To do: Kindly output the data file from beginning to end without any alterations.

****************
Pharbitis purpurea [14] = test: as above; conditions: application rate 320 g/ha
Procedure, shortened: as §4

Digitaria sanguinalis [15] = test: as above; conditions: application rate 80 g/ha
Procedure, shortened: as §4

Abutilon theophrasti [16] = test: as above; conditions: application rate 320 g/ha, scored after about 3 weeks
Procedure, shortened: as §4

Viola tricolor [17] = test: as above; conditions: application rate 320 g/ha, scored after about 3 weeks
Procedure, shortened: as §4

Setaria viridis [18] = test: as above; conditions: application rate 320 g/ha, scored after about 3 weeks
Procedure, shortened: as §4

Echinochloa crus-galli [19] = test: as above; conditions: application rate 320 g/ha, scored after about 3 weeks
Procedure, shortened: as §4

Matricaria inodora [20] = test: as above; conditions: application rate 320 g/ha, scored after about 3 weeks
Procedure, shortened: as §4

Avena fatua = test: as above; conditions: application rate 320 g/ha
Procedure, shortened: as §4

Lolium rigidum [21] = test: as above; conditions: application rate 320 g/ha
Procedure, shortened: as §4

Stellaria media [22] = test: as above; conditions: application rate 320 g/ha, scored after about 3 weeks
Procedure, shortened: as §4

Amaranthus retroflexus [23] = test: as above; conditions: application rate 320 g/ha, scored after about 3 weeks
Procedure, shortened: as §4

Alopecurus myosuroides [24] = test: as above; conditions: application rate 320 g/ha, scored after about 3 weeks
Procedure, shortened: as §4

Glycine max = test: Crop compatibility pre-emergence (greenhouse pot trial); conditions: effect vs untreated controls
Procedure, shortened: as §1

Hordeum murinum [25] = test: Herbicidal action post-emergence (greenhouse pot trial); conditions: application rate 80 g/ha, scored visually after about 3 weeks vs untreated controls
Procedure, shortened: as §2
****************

Pharbitis purpurea [14] = test: as above; conditions: application rate 320 g/ha
Procedure, shortened: as §4

Digitaria sanguinalis [15] = test: as above; conditions: application rate 80 g/ha
Procedure, shortened: as §4

Abutilon theophrasti [16] = test: as above; conditions: application rate 320 g/ha, scored after about 3 weeks
Procedure, shortened: as §4

Viola tricolor [17] = test: as above; conditions: application rate 320 g/ha, scored after about 3 weeks
Procedure, shortened: as §4

Setaria viridis [18] = test: as above; conditions: application rate 320 g/ha, scored after about 3 weeks
Procedure, shortened: as §4

Echinochloa crus-galli [19] = test: as above; conditions: application rate 320 g/ha, scored after about 3 weeks
Procedure, shortened: as §4

Matricaria inodora [20] = test: as above; conditions: application rate 320 g/ha, scored after about 3 weeks
Procedure, shortened: as §4

Avena fatua = test: as above; conditions: application rate 320 g/ha
Procedure, shortened: as §4

Lolium rigidum [21] = test: as above; conditions: application rate 320 g/ha
Procedure, shortened: as §4

Stellaria media [22] = test: as above; conditions: application rate 320 g/ha, scored after about 3 weeks
Procedure, shortened: as §4

Amaranthus retroflexus [23] = test: as above; conditions: application rate 320 g/ha, scored after about 3 weeks
Procedure, shortened: as §4

Alopecurus myosuroides [24] = test: as above; conditions: application rate 320 g/ha, scored after about 3 weeks
Procedure, shortened: as §4

Glycine max = test: Crop compatibility pre-emergence (greenhouse pot trial); conditions: effect vs untreated controls
Procedure, shortened: as §1

Hordeum murinum [25] = test: Herbicidal action post-emergence (greenhouse pot trial); conditions: application rate 80 g/ha, scored visually after about 3 weeks vs untreated controls
Procedure, shortened: as §2